We have many unusual stories from our 80 year history, but this is one of the most curious.
In the zoo archives, our team found a photograph of a woman with a baby elephant in a back yard. To mark our 75th birthday in 2009, we looked for our 'elephant angel', a mystery woman who looked after a baby elephant during World War II.
In 1941, many of the animals in the zoo were killed because of public safety fears during the Belfast Blitz. The Ministry of Public Security ordered that 33 zoo animals were to be killed in case they escaped from the zoo during the air raids. This included a hyena, six wolves, a puma, a tiger, a black bear, two polar bears and a lynx.
Sheila, a baby elephant, was protected and taken to the home of the unknown 'elephant angel' who looked after Sheila in her back garden. It was believed that she was local to north Belfast, but her identity remained a mystery.
Elephant angel found
With the support of our visitors and the local media, we identified the mystery woman. A surviving relative gave us more information about her. The 'elephant angel' was Denise Weston Austin, pictured along with her mother Irene Beatrice Mary Austin.
Denise was one of the first female zoo keepers in Belfast Zoo, earning £15 per week. She was employed at a time when many men were called to war. Her father, Jack Austin, is believed to have been an officer in the cavalry and may have served for a time in India.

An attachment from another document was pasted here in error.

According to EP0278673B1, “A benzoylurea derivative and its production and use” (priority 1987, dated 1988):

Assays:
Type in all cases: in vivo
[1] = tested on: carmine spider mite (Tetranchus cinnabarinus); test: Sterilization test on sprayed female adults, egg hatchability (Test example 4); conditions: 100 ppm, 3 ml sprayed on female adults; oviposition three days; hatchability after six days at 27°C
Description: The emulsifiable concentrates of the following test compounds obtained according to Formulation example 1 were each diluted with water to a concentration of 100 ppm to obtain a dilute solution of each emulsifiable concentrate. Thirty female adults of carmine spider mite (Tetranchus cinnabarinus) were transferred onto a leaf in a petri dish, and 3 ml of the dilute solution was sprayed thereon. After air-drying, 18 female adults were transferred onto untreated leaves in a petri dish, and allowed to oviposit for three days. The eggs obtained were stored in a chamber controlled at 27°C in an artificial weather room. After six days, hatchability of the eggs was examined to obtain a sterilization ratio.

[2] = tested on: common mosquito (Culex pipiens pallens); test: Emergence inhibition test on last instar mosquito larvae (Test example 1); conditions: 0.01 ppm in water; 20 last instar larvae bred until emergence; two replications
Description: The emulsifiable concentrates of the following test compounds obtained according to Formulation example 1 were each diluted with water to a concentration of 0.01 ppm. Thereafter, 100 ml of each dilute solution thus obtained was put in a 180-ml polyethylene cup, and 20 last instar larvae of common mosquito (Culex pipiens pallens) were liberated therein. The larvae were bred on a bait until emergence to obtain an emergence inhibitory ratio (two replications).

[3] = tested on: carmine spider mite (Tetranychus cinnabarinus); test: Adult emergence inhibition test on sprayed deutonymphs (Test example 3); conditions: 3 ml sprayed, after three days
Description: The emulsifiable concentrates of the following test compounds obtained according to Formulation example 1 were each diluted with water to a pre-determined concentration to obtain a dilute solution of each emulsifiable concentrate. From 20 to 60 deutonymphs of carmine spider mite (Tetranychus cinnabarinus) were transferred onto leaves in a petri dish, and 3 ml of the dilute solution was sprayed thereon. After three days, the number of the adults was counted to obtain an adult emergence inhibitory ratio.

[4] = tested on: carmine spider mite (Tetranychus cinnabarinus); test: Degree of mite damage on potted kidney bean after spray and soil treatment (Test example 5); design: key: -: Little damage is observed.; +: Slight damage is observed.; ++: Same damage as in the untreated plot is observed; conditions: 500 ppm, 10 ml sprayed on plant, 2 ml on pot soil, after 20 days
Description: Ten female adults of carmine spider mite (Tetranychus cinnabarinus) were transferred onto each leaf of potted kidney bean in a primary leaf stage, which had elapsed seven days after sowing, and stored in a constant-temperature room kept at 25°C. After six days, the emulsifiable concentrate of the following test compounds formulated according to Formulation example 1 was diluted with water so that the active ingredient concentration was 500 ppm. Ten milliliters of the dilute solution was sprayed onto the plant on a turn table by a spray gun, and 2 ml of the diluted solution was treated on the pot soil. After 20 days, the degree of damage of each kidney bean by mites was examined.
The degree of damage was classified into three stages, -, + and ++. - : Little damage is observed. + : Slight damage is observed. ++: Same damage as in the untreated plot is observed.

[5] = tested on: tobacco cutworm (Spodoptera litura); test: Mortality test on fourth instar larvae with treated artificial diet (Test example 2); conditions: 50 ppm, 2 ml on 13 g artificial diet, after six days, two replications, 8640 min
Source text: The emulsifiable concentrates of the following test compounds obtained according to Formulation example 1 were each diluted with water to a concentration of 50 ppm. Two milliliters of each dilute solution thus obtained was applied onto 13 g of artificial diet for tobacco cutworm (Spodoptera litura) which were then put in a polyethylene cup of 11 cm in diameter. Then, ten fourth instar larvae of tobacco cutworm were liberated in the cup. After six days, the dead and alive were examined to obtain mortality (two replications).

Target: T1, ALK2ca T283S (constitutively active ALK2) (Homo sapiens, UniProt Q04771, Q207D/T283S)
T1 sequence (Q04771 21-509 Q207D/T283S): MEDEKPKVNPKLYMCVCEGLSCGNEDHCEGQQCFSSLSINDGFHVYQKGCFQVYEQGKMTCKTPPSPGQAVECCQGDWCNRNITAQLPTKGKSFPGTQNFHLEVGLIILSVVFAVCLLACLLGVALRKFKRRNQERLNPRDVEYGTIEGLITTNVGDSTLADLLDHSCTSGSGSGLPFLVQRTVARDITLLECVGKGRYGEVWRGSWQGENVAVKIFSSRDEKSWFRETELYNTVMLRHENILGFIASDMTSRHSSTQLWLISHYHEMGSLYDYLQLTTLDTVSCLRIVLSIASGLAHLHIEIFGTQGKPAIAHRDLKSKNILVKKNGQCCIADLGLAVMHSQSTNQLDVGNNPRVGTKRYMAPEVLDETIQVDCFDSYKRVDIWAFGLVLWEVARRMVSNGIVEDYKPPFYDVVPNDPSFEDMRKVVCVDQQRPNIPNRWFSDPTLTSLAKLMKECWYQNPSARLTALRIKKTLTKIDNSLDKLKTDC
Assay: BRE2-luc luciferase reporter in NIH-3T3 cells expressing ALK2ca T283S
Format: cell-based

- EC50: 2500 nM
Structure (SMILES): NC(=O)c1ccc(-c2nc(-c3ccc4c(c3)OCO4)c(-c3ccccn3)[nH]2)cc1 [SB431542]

According to her cousin, David Ramsey of Belfast, Denise was eccentric and lived in a rather exotic home in north Belfast called Loughview House. Mr Ramsey also pointed out that Sheila the elephant only lived with Ms Austin in the evenings. When the head zookeeper, Dick Foster, left work, Denise took Sheila from her enclosure, walked her a short distance to her house at 278 Whitewell Road and walked her back up to the zoo in the morning, sometimes stopping at a shop, the Thrones Stores, on Whitewell Road for stale bread. It was also known in the area that she took Sheila for evening walks. During the night, Sheila slept in the Austins' garage.
Mr Ramsey remembers how the elephant was fondly treated by the Austin family. Sheila was given hay from the family farm, which was of a much better quality than the zoo could provide during an era of rationing.
It seemed zoo staff did not know about Sheila's second home until she chased after a dog into a neighbour's garden, breaking the fence. Many of the neighbours were dismayed at this event and brought it to the attention of head zookeeper, Dick Foster. Sheila remained in the zoo after her evening activity was discovered. Denise's fondness for Sheila continued however as she visited her in the zoo, particularly at night during the air raids, rubbing her ears to keep her calm.
Ms Austin died in 1997 and Mr Ramsay said she would be tickled pink with all the attention.
The story goes global
The story of our elephant angel has captured the imagination of people around the world.
The story has been featured on BBC’s The One Show. The story of Denise and Sheila has inspired theatre shows, an opera and was even the inspiration for acclaimed author, Michael Morpurgo’s book ‘an elephant in the garden’.
Our elephant angel story is to be made into a feature film.